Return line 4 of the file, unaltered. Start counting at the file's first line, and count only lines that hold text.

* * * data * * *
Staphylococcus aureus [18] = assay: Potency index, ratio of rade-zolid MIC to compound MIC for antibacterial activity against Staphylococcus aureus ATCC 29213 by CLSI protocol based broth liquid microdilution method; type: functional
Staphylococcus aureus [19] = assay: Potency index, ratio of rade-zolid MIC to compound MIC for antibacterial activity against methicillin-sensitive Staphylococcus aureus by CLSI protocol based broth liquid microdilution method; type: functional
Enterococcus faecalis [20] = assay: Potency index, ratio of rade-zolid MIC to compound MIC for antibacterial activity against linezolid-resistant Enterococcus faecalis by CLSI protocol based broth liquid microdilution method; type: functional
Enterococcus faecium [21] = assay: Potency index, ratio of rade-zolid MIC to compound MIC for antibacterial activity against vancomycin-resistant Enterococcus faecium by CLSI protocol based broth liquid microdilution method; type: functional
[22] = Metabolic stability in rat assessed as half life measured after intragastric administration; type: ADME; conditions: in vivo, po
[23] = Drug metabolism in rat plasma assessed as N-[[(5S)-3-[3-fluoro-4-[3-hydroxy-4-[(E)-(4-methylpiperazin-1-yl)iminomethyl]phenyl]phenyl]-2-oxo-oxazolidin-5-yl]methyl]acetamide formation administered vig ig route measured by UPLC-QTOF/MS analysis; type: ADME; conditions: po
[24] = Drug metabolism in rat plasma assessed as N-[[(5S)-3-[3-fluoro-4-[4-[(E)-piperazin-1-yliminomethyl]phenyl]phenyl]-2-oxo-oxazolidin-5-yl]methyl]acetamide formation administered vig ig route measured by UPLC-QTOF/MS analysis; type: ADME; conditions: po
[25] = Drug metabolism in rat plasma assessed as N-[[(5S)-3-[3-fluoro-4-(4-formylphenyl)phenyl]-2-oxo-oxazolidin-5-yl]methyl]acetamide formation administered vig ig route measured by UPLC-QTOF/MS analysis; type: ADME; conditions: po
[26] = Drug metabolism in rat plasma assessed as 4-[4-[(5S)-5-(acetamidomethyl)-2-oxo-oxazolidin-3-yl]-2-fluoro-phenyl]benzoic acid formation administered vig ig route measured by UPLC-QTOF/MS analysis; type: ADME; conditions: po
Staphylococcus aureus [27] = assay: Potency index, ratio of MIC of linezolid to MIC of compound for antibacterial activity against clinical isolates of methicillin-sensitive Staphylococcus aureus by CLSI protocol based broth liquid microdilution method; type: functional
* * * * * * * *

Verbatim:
Enterococcus faecium [21] = assay: Potency index, ratio of rade-zolid MIC to compound MIC for antibacterial activity against vancomycin-resistant Enterococcus faecium by CLSI protocol based broth liquid microdilution method; type: functional